Thursday, November 15, 2007

The Fashions of a True Ladyship: Veils and Dresses

Dresses epitomize womanhood in the Western world. It has been the case since the western man adopted pants to replace the tunic in the 6th century (an aspect of the west's Germanic barbarian heritage). It is the way we differentiate between the silhouette's of men and women on the signs when we go to the restroom. The reason dresses are the indelible image of womanhood is due to the symbolic nature of pants and dresses. All clothing is symbolic(fashion is a type of art reflective of culture and philosophy) and dress in particular symbolize womanhood because they more fully embody the ideal of a true Ladyship, by which I mean the objective understanding of what men find attractive in the fairer sex, those things being passivity, domesticity, flirtatiousness, daintiness, childrearing, coital love, piety and fertility. These defining aspects of womanhood are immutable. Although you may take offense at the above listed nature of humanity, we all tacitly reaffirmed these attributes through our attempts to find a partner. All flirtation and courtship is a reaffirmation of what it is to be masculine and feminine because, it is only by fulfilling the obligation of our form that we can attract the opposite sex.

You might say that these things might once have been true but times have changed. Not so. The nature of sexual attractiveness in women is objective, immutable, and incontrovertible because it is directly related to the constant and unchanging physiology of men and women. What men find attractive in women is therefore fixed because the physiology of humanity has been relatively unchanged throughout recorded history. In this way the ideal form of femininity is fixed and unchangeable without regard for cultural context or time period. What men find attractive in women, the form of a true ladyship is objectively identifiable. It is the same now as it was in the time of Nebuchadnezzar. In short, femininity is sexy and sexy is timeless and universal.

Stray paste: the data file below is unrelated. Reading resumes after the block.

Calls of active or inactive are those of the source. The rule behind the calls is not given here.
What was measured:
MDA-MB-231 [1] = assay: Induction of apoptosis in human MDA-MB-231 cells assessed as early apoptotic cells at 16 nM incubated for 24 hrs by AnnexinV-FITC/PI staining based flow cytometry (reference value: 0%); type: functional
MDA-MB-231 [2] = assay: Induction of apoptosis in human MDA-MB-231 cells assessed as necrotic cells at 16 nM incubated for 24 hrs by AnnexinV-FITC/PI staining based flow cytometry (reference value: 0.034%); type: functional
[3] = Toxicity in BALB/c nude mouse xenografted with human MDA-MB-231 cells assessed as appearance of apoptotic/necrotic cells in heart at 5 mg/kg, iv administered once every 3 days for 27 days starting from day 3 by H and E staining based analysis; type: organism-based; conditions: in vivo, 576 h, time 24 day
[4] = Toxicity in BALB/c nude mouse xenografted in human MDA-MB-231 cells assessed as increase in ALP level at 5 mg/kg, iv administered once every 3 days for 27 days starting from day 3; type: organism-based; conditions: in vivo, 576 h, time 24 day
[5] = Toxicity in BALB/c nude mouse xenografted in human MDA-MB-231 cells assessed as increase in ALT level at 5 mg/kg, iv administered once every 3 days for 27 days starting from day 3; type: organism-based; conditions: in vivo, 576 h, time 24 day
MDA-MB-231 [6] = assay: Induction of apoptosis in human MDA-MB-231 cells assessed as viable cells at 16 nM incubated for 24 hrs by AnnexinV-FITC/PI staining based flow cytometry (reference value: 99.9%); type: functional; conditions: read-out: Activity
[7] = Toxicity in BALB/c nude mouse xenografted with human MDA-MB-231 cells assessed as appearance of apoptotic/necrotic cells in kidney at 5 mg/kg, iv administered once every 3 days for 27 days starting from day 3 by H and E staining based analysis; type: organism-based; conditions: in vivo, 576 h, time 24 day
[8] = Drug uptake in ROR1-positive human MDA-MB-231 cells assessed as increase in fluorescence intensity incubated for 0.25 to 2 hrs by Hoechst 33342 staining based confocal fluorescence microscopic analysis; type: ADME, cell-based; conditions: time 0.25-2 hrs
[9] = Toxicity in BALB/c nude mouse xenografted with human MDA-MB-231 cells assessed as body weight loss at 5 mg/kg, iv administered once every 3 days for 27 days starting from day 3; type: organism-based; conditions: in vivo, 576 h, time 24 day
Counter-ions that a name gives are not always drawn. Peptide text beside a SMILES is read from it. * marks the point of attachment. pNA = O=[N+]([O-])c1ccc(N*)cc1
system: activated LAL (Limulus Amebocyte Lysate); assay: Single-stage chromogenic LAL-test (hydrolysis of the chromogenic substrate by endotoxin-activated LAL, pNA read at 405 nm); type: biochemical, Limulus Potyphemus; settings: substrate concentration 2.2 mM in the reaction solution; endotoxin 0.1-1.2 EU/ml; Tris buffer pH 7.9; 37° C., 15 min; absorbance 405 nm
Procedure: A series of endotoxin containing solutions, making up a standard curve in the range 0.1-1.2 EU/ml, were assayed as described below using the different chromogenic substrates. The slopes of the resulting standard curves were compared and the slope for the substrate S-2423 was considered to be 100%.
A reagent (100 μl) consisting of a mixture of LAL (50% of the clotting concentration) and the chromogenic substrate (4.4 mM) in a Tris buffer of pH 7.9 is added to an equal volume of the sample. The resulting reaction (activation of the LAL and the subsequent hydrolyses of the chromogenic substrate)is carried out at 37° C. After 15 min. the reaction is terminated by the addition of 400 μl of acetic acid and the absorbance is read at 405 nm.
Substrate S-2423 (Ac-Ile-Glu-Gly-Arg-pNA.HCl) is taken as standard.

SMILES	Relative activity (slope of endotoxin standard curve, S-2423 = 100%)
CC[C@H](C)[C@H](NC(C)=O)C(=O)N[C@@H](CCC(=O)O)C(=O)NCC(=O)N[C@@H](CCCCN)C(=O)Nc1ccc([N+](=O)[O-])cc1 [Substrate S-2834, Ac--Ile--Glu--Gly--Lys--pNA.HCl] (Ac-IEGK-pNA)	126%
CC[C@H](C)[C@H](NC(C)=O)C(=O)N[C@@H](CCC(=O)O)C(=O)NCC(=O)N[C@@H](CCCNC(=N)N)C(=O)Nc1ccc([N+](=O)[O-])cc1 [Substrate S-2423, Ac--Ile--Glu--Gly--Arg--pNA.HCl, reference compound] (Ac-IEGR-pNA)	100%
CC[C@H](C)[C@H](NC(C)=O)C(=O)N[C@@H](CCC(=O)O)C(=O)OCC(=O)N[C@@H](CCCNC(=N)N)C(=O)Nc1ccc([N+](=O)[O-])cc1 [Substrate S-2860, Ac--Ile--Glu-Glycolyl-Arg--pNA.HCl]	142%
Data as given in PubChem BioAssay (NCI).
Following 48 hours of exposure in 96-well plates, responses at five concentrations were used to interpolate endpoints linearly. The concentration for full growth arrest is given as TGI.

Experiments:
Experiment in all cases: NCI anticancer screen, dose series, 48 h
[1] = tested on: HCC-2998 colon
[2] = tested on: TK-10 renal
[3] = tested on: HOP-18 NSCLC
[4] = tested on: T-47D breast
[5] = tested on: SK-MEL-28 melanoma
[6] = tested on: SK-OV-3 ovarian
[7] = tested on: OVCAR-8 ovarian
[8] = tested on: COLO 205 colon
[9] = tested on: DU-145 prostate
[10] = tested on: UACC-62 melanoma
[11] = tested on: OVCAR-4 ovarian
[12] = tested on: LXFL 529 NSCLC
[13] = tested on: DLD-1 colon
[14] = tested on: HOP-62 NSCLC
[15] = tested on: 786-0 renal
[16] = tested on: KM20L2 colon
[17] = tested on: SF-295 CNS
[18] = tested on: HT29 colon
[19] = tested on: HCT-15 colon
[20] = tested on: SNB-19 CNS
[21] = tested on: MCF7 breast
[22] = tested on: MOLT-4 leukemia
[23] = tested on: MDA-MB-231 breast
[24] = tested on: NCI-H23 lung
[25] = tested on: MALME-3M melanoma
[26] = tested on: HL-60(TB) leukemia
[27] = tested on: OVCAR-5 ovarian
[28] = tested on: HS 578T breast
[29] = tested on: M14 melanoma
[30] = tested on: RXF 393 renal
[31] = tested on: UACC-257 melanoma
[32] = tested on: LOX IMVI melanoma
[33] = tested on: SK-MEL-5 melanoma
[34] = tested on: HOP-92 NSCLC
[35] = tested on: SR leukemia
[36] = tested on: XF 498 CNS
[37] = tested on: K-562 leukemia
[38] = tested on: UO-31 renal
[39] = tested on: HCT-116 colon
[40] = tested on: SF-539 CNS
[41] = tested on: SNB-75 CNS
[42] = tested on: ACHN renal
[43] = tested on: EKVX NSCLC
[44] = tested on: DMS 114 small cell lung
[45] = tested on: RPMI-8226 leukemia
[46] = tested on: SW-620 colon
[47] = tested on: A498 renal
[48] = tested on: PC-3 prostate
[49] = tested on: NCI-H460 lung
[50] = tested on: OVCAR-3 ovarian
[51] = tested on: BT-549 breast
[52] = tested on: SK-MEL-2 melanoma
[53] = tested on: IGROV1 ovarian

What's not sexy is feminism (not to be confused with femininity) which is directly responsible for the disappearance of our beloved dresses and the adoption of pants by the “new woman”. Like all fashions, pants are symbolic of a thing, in this case masculinity because of the way in which pants symbolize activity through the allowance of physical and outdoor motion without encumbrance. This is in direct contract to dresses which symbolize passivity through the cumbersomeness of their form. As passivity and activity are symbolic of the sexes because of the active and passive nature of masculine and feminine sexuality, dresses are symbolic of femininity and pants of masculinity. In this way the wearing of pants by women is incontrovertibly represents the masculinization of the fairer sex, which as we mentioned before is not at all attractive.“these innovations set the stage for "unisex" fashions, which were developed in the 1960s. Both men and women wore blue jeans, "hipsters" and close fitting pants with zip fly fronts. The spirit of this latest association of pants with social and sexual liberation can be seen in Alice Walker's novel The Color Purple (1982), in which the social victory of the heroine culminates in her opening of a unisex jeans shop. In addition to jeans, pant-suits became popular with women in fabrics ranging from PVC and lurex to velvet and satin.Since the 1960s, women's pants have run the gamut of trends from the bell-bottoms of the 1970s and the skin-tight jeans of the 1980s, to the return of bell-bottoms and tight jeans in the 1990s. The fashion, however, is not yet entirely divorced from its controversial beginnings. Only in the 1990s has the issue over whether women should wear pants in the workplace cooled, aided by the phenomenon of "business casual" days. Perhaps a greater indicator of the merge in the feminist and fashionable aspect of women's pants is reflected in the 1998 Miss America Pageant, where a number of the contestants, having been allowed, for the first time, to choose their outfits for the introductory number, came out wearing jeans.”Another oft missed aspect of ladies fashion is the veil, a scarf or head covering for the sake of feminine modesty:“Most people think of the veil solely in terms of Islam, but it is much older. It originated from ancient Indo-European cultures, such as the Hittites, Greeks, Romans and Persians. It was also practiced by the Assyrians. Veiling had class as well as gender implications; thus, the ancient Assyrian law required it of upper class women while punishing commoners for it. The strong association of veiling with class rank, as well as an urban/peasant split, persisted historically up until the last century. Then more privileged women began rejecting the veil, as did Egyptian feminist Huda Sharawi, while poor women increasingly adopted it as a ticket to upward mobility. (A similar dynamic occurred with foot binding in modern China.) The contraposition of The West versus Islam certainly has historical roots, but these two systems have similarities as well as differences. Women in medieval Europe dressed more like women in the Muslim world than is generally realized. It was customary, especially for married women, for them to cover their hair with various kinds of headdresses. Paintings of urban women in western Europe often show everything covered except the face and hands. It was common to drape the neck and even sometimes the lower face in a wimple. This became part of the classic nun's garb that represents the most conservative style of female dress in the Christian world. It drew on the traditional head-veil of patrician Roman women, though the wimple may have Hunnic roots.